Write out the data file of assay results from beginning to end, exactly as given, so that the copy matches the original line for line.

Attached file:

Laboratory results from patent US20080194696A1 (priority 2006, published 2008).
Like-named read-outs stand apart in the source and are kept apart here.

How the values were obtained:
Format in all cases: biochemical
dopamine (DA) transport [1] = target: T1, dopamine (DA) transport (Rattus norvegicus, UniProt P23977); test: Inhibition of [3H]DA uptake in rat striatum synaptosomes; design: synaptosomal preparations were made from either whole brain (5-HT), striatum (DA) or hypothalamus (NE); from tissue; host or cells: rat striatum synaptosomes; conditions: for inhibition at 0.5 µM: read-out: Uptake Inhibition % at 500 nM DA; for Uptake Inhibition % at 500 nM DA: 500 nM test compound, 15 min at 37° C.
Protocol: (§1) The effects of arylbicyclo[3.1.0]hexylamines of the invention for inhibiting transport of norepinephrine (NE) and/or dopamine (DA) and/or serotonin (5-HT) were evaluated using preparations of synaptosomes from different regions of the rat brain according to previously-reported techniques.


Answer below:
Laboratory results from patent US20080194696A1 (priority 2006, published 2008).
Like-named read-outs stand apart in the source and are kept apart here.

How the values were obtained:
Format in all cases: biochemical
dopamine (DA) transport [1] = target: T1, dopamine (DA) transport (Rattus norvegicus, UniProt P23977); test: Inhibition of [3H]DA uptake in rat striatum synaptosomes; design: synaptosomal preparations were made from either whole brain (5-HT), striatum (DA) or hypothalamus (NE); from tissue; host or cells: rat striatum synaptosomes; conditions: for inhibition at 0.5 µM: read-out: Uptake Inhibition % at 500 nM DA; for Uptake Inhibition % at 500 nM DA: 500 nM test compound, 15 min at 37° C.
Protocol: (§1) The effects of arylbicyclo[3.1.0]hexylamines of the invention for inhibiting transport of norepinephrine (NE) and/or dopamine (DA) and/or serotonin (5-HT) were evaluated using preparations of synaptosomes from different regions of the rat brain according to previously-reported techniques.